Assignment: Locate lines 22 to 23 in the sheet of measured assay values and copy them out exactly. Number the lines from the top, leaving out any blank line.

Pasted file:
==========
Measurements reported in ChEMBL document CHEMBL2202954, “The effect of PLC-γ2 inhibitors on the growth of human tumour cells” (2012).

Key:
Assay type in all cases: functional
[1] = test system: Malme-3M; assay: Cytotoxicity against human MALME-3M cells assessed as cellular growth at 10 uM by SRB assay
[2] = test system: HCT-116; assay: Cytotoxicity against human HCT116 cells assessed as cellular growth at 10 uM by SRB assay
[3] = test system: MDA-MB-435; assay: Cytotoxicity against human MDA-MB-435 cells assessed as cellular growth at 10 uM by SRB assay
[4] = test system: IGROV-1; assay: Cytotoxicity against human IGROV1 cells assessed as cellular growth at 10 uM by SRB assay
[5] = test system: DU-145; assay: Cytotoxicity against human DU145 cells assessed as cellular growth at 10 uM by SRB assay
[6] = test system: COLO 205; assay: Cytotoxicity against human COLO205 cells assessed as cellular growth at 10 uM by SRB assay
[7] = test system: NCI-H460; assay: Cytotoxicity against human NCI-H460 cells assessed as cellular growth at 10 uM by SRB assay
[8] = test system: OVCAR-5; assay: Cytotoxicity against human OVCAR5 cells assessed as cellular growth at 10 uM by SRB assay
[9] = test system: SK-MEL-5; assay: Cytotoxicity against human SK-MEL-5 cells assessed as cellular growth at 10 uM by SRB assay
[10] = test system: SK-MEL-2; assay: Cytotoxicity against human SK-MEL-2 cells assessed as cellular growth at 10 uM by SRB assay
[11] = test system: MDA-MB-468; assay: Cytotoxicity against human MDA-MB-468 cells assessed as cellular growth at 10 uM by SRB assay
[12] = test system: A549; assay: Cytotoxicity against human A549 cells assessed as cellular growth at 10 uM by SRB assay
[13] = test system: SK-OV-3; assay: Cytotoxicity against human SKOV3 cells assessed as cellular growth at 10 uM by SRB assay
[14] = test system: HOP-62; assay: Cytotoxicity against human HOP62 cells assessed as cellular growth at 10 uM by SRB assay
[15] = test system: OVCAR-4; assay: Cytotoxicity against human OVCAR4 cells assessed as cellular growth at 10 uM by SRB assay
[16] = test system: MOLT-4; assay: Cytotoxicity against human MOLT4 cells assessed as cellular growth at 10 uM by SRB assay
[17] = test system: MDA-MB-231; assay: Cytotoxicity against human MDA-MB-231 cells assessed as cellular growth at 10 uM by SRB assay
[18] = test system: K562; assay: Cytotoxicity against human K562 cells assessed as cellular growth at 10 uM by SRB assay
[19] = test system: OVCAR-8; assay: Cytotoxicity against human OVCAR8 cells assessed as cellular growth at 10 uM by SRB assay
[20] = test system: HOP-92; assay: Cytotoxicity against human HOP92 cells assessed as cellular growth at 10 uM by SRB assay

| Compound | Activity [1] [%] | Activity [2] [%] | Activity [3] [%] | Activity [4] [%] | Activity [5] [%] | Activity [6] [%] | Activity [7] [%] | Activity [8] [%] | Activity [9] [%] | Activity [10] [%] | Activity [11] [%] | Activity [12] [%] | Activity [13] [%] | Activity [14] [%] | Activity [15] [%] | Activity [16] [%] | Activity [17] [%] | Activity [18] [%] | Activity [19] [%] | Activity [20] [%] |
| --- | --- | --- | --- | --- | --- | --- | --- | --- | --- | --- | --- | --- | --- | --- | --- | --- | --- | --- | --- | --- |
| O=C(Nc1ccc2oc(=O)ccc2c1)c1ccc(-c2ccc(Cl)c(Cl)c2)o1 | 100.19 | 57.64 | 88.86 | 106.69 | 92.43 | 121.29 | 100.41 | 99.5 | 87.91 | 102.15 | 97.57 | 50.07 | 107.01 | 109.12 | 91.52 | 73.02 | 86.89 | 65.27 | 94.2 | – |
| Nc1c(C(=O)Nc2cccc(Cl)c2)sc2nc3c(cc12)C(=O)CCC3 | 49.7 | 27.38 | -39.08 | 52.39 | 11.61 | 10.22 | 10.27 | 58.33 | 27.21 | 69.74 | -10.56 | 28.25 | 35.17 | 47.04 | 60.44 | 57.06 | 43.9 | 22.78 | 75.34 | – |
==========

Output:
[19] = test system: OVCAR-8; assay: Cytotoxicity against human OVCAR8 cells assessed as cellular growth at 10 uM by SRB assay
[20] = test system: HOP-92; assay: Cytotoxicity against human HOP92 cells assessed as cellular growth at 10 uM by SRB assay